5

This question is similar to Underbrace without big environment-braces ( \left(\right) ) but that article isn't exactly what I need. I need the underbrace to appear below the brackets.

The following code

\documentclass[12pt]{article}
\usepackage{mathtools,amssymb,amsthm}

\begin{document}
    \begin{equation*}
    E \left[ \smash{\underbrace{\int_0^t v^2(s) \, ds}_{\text{deterministic}}} \right] \qquad
    E \left[ \underbrace{\int_0^t v^2(s) \, ds}_{\smash{\text{deterministic}}} \right]
    \end{equation*}
\end{document}

produces this output:

enter image description here

But what I need is this:

enter image description here

Basically I need smash to operate on the underbrace and text, but not on the integral sign within the \underbrace argument.

  • 5
    Why not some predefined size like \Biggl[ \Biggr]? – Sigur Feb 20 at 0:36
  • Oh I guess that would also work :) – Jason D. Feb 20 at 0:58
5

I suggest using an explicit size rather than \left and \right.

It is possible to use \left and \right, though, by typesetting the material three times: one smashed, one with the underbrace suppressed and one for reestablishing the correct height of the material.

I also recommend other changes:

  1. it's better to have a personal command for the expectation; if a reviewer pops up and orders you to typeset the “E” in a fancier font, you'll be able to do it by just changing one line of code;

  2. the same holds for the differential sign; a journal you try to submit your paper to might want the “d” to be upright (unfortunately some do); with a personal command it's easier to comply; also, this \diff automatically adds the thin space when needed;

  3. don't use \underbrace (or \overbrace) in your document: in this case it doesn't really matter (for the \postsmash macro to work it does, however), but in general it can lead to bad spacing;

  4. when you're making the final revision, check the output for places where to add \, or \! in order to fix clashes.

\documentclass[12pt]{article}
\usepackage{mathtools,amssymb,amsthm}

\usepackage{lipsum} % for mock text

\DeclarePairedDelimiter{\expectationargument}{[}{]}
\newcommand{\expect}{E\expectationargument}

\newcommand{\diff}{\mathop{}\!d}

\newcommand{\ubrace}[2]{{% note the additional brace
  \underbrace{#1}_{#2}%
}}

\makeatletter
\newcommand{\postsmash}[1]{%
  \smash{#1}%
  \vphantom{\let\ubrace\@firstoftwo#1}%
  \gdef\fixverticalspace{\vphantom{#1}}%
}
\makeatother

\begin{document}

\lipsum[1][1-4]
\begin{equation*}
\expect[\Big]{\ubrace{\int_0^t v^2(s) \diff s}{\text{deterministic}}}
\qquad
\expect[\bigg]{\,\ubrace{\int_0^t v^2(s) \diff s}{\text{deterministic}}\,}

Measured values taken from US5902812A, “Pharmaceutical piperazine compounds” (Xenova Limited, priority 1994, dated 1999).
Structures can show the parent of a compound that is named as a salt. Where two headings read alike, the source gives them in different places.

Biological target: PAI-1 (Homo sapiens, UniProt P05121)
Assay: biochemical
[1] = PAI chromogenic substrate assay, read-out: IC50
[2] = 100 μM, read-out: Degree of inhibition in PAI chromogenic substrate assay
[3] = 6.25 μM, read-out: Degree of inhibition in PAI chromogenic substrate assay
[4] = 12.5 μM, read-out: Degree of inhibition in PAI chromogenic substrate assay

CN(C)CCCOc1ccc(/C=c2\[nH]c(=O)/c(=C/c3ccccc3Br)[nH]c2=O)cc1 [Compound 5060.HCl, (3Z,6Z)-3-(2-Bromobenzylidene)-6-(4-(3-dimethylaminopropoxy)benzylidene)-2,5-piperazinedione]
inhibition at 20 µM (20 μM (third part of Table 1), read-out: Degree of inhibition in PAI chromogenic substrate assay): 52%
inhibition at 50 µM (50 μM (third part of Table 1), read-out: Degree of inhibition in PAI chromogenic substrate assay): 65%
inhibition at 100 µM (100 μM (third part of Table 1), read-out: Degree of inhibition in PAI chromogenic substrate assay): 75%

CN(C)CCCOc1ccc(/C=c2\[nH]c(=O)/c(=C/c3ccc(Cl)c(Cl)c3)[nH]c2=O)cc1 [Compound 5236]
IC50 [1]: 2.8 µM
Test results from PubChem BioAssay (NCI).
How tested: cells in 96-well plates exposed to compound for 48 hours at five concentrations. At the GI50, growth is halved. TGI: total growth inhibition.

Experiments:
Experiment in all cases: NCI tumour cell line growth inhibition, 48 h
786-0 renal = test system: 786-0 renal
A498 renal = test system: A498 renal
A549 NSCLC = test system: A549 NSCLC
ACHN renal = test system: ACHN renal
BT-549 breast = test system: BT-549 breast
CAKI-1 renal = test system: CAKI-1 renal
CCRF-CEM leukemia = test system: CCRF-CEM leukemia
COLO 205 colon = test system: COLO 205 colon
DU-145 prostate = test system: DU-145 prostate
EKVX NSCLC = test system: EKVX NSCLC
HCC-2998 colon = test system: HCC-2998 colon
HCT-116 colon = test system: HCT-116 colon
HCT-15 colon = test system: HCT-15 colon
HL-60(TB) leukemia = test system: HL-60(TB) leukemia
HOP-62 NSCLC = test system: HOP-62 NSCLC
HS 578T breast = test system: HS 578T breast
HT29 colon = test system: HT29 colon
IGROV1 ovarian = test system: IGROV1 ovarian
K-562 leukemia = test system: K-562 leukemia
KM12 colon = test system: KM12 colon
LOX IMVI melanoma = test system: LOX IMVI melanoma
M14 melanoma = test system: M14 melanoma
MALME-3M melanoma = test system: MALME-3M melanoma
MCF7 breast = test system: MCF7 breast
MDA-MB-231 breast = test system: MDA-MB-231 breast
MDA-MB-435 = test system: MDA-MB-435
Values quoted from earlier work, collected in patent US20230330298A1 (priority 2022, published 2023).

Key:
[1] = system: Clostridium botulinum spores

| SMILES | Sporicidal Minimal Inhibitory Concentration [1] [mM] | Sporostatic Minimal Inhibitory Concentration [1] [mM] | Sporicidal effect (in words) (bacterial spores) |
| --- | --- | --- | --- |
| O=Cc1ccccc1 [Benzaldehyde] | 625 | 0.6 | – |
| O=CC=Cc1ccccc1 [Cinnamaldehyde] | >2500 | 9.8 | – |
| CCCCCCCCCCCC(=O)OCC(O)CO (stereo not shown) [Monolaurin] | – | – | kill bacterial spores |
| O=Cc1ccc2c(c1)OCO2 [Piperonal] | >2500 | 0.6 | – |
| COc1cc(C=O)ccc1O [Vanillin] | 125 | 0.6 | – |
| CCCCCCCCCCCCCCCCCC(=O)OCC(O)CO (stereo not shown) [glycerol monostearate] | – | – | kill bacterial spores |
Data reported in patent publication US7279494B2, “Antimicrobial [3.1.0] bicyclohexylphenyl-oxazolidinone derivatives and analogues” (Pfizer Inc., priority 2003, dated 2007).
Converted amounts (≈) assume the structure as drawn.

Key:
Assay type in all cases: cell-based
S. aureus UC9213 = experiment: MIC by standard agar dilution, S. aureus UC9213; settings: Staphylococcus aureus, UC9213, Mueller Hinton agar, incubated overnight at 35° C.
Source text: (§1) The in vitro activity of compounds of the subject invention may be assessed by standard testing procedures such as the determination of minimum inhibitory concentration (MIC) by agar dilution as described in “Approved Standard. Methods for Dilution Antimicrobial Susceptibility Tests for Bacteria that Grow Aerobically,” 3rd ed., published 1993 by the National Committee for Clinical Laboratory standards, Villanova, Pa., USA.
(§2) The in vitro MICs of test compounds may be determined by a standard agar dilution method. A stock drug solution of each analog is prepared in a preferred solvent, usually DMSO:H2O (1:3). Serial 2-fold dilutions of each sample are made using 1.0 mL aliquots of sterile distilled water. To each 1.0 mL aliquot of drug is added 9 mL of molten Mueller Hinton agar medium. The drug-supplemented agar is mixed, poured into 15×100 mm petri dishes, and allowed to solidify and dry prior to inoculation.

\end{equation*}
\lipsum[2][1-4]
\begin{equation*}
\expect*{\,\postsmash{\ubrace{\int_0^t v^2(s) \diff s}{\text{deterministic}}}\,}
\fixverticalspace
\end{equation*}
\lipsum[3][1-4]
\begin{equation*}
\expect[\bigg]{\,\int_0^t v^2(s) \diff s}
\end{equation*}
where the integral is deterministic.

\end{document}

Final recommendation: avoid \underbrace as hard as possible.

enter image description here

|improve this answer|||||
  • These are excellent suggesions. Thank you so much. – Jason D. Feb 21 at 6:26
3

Use \biggl-\biggr to adjust the brackets:

enter image description here

\documentclass{article}

\usepackage{mathtools}

\begin{document}

\[
  E \left[ \smash{\underbrace{\int_0^t v^2(s) \, \mathrm{d}s}_{\text{deterministic}}} \right] \qquad
  E \left[ \underbrace{\int_0^t v^2(s) \, \mathrm{d}s}_{\smash{\text{deterministic}}} \right] \qquad
  E \biggl[ \underbrace{\int_0^t v^2(s) \, \mathrm{d}s}_{\text{deterministic}} \biggr]
\]

\end{document}

Using \smash may cause the brace text to interfere with the surrounding (vertical) elements.

|improve this answer|||||
3

I have adopted, just for the last integral, a command macro used in this link, called \mystrut, to increase the vertical space above underbrace, that I have renamed:

enter image description here

\documentclass[a4paper,12pt]{article}
\usepackage{lipsum}

\usepackage{mathtools}
% \spvertund is a command that creates space above underbrace
\newcommand*\spvertund[1]{\vrule width0pt height0pt depth#1\relax}
\begin{document}
\lipsum[3]
\[
  E \biggl[ \underbrace{\spvertund{2.5ex}\int_0^{t} v^{2}(s) ds}_{\text{deterministic}} \biggr], \quad 
  E \Biggl[ \underbrace{\spvertund{3.5ex}\int_0^{t} v^{2}(s) ds}_{\text{deterministic}} \Biggr]
\]
\lipsum[5]
\end{document}
|improve this answer|||||
2

Everyone's given best-practice answers (size explicitly), but, in the spirit of answering the question asked:

\documentclass[12pt]{article}
\usepackage{mathtools,amssymb,amsthm}

\begin{document}
    \begin{equation*}
    \def\filler{\int_0^t v^2(s) \, \mathrm ds}
    E \left[ \smash{\underbrace\filler_{\text{deterministic}}}\vphantom\filler \right]
    \end{equation*}
\end{document}

This is basically the same as @egreg's answer, but maybe it's easier to see what's going on with some less macro indirection.

|improve this answer|||||

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